Home > TRY and Why It Matters for the Euro

TRY and Why It Matters for the Euro

The Euro has had a fantastic second quarter this year. It rose from 1.08 against the USD and reached above 1.19 four months later. 

Fueled by the Europeans issuing common debt, the rally seen in the Euro pairs is suddenly threatened by an unusual currency – the Turkish Lira. While Turkey has nothing to do with the European Union, the flows out of the Turkish Lira are enough to create troubles for the common currency.

Weak TRY Spells Troubles for the EUR

The Turkish Lira depreciated rapidly in the past weeks. During times of crisis, emerging markets’ currencies tend to underperform, especially against the world’s reserve currency – the USD.

Some signs of the rally in the USDTRY pair appeared for quite some time now. The draining USD liquidity seen in the last couple of months is usually a sign of trouble for emerging markets’ currencies. As the U.S. Treasury withdrew more USD than the Fed printed, the USD gained grounds against the TRY, among other emerging markets currencies.

The problem for the Euro comes from an unexpected player – the banking sector. Especially true in the South, the banking sector’s exposure to the Turkish economy and TRY is big enough to affect the common currency.

For instance, Spanish banks like the BBVA have direct exposure in Turkey, being affected by the ongoing depreciation of the TRY against the USD. Thus, the TRY depreciation hurts the BBVA business and, therefore the bottom line expressed in EUR. Hence, the EUR and the TRY have a direct relationship, with the latter influencing the former in the case of a sharp decline.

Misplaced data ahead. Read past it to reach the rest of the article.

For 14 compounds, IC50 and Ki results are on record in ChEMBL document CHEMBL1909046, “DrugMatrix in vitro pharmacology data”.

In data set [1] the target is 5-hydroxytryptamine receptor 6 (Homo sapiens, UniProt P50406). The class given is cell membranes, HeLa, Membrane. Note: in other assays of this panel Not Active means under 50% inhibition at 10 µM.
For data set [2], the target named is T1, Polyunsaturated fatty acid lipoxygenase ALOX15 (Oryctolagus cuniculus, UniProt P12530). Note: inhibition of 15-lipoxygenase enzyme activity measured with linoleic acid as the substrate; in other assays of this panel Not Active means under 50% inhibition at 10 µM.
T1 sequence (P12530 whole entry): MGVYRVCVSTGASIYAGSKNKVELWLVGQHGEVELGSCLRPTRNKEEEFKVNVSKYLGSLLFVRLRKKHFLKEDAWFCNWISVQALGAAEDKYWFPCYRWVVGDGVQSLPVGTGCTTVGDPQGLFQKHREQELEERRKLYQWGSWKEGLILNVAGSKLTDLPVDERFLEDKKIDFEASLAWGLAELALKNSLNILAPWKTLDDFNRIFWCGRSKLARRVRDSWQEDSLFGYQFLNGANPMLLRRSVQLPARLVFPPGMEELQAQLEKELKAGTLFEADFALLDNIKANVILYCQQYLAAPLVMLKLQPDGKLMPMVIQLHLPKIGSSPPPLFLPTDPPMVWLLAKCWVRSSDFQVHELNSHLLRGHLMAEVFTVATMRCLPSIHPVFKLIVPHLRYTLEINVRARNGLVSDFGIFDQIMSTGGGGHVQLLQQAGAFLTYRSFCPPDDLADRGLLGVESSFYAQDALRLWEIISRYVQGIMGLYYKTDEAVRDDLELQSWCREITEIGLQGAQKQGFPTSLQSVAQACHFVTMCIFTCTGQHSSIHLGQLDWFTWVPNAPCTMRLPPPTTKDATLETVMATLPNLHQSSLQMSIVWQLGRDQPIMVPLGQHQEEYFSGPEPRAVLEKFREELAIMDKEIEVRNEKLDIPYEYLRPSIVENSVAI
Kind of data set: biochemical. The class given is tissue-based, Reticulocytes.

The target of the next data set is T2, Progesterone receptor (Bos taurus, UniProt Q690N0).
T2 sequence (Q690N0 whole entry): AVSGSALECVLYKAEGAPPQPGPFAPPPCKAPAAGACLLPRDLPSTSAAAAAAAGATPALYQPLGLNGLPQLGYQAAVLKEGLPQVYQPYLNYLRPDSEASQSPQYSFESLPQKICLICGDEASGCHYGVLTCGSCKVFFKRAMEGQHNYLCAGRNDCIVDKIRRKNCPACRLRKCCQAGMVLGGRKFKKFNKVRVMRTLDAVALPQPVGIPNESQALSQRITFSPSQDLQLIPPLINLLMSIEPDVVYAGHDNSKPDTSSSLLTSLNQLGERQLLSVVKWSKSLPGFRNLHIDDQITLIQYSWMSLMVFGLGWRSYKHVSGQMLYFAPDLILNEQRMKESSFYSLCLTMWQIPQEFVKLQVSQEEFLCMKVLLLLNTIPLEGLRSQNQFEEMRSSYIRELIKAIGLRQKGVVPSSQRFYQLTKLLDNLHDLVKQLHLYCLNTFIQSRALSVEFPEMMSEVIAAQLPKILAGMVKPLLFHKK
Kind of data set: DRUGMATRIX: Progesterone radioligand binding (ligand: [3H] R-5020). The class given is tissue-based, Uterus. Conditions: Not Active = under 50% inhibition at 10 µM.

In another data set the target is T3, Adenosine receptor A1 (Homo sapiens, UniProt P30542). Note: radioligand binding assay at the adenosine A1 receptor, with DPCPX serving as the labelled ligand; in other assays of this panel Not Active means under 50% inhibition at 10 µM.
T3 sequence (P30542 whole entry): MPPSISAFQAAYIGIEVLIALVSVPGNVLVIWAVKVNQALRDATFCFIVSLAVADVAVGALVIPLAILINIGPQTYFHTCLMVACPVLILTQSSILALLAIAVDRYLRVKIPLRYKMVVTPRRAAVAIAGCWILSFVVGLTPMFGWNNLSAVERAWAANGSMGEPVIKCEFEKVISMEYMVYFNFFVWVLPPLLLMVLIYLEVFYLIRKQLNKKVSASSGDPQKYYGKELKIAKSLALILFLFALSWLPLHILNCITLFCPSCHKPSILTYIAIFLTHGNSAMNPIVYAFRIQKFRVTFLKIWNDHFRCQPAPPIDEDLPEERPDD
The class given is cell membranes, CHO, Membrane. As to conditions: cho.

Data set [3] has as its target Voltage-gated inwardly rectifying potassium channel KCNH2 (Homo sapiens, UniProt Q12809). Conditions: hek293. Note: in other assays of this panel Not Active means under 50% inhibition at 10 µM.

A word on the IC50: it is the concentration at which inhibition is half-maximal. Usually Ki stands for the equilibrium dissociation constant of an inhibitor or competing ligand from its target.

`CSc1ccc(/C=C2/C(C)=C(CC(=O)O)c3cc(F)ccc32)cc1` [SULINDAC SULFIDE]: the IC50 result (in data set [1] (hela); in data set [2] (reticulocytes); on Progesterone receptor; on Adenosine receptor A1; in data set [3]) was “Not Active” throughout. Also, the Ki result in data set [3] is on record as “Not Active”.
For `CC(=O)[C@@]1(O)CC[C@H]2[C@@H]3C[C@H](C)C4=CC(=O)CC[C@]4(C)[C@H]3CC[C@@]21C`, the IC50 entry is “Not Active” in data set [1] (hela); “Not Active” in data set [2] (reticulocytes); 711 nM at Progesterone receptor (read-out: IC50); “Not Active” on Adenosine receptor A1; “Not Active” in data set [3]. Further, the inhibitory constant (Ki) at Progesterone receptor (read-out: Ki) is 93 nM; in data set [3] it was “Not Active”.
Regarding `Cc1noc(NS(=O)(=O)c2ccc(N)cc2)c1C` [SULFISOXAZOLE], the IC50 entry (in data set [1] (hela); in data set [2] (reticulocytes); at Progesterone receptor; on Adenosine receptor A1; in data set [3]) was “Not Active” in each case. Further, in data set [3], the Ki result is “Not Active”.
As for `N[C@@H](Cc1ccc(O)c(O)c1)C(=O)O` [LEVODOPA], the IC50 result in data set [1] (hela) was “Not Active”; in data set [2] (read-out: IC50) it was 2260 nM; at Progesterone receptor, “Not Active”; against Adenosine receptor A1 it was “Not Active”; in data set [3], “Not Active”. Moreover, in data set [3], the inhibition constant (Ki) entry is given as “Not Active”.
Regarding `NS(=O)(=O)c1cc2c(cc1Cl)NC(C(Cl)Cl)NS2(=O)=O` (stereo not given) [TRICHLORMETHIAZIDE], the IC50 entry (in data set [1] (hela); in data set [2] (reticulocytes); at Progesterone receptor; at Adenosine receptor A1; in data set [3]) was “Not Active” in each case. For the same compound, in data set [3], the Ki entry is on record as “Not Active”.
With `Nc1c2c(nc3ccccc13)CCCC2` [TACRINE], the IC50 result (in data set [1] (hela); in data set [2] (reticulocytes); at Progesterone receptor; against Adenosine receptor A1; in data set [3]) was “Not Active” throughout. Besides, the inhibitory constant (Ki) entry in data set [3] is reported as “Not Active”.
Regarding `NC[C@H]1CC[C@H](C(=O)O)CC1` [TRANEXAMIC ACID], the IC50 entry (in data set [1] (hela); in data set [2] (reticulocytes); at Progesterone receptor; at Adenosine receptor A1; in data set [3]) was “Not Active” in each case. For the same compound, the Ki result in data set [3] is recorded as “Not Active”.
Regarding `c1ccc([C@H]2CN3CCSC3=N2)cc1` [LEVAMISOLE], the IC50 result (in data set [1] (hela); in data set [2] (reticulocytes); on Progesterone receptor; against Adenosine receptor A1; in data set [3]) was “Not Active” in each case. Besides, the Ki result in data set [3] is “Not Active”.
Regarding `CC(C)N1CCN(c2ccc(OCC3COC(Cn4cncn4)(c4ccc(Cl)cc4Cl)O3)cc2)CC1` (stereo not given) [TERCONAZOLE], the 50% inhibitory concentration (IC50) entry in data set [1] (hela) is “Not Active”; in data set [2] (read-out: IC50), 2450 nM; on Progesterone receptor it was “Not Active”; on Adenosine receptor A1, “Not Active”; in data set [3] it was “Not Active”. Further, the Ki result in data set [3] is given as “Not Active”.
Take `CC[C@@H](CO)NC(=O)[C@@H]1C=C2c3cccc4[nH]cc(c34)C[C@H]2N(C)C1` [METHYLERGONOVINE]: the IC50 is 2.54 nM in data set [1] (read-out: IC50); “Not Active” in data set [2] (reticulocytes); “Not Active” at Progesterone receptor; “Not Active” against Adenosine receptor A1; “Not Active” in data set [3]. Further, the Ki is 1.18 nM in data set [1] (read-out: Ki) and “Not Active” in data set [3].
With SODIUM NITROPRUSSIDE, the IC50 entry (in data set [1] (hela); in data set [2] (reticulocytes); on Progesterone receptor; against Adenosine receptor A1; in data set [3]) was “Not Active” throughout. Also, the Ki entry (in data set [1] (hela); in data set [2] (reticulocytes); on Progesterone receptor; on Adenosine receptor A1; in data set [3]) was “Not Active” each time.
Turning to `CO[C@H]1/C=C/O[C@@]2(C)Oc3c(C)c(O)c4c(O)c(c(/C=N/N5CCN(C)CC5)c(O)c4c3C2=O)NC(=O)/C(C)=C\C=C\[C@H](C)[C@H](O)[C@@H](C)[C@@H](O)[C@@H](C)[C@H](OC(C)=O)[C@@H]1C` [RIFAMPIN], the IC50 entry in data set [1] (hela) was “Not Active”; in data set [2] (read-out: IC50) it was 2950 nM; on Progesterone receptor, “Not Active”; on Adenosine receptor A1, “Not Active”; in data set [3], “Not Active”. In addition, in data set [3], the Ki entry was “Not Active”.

In other words, the more the USDTRY spikes, the more it will affect the EUR. Traders involved in financial markets during the 2008-2009 Great Financial Crisis know what happens when banks have too much exposure to different economies out of the common market. While the dependency of outside markets declined, the European banking system is still affected by the Turkish Lira’s performance.

Moving forward, two things are interesting to watch. First, the USDTRY rally may continue without the EURUSD to decline. As we have seen lately, the EURUSD reached above 1.19 while the USDTRY made new all-time highs.

Second, if the USD turns higher against other major currencies, it will also make a new high against emerging markets. This way, the EUR will suffer a double blow – one from a stronger USD and one from a weaker TRY.

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